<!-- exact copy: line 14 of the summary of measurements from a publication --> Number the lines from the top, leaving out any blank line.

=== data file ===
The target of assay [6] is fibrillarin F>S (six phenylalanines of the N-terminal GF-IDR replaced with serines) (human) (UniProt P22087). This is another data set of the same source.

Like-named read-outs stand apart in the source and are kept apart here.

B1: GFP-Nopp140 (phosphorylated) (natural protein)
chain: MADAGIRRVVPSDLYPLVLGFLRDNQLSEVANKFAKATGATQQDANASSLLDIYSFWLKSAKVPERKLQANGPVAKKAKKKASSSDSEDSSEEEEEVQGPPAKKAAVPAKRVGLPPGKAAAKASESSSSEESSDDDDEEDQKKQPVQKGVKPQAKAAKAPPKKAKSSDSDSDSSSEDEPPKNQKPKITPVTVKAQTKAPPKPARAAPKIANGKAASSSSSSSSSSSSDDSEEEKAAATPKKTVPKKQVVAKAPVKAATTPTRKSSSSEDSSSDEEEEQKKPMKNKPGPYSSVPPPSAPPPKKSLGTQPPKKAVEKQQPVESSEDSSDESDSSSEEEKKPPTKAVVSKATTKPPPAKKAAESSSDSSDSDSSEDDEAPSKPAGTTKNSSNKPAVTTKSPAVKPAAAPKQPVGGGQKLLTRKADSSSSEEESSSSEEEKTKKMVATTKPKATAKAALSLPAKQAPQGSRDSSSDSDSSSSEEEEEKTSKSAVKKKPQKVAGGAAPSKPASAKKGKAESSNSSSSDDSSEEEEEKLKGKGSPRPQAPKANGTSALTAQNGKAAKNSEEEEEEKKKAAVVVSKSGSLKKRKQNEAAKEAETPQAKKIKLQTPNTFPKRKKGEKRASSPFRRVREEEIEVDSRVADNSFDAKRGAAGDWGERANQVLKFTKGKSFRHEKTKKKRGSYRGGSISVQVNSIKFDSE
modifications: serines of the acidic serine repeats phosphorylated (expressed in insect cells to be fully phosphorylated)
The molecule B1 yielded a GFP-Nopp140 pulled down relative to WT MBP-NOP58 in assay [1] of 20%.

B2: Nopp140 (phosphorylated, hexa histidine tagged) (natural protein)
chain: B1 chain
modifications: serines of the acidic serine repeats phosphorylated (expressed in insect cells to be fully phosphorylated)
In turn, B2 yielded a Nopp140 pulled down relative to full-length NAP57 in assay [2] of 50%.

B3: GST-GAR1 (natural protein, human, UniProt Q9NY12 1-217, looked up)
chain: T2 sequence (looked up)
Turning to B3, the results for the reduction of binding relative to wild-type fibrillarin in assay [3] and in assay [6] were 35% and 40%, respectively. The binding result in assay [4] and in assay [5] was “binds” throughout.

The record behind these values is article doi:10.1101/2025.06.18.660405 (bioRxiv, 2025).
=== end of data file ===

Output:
The record behind these values is article doi:10.1101/2025.06.18.660405 (bioRxiv, 2025).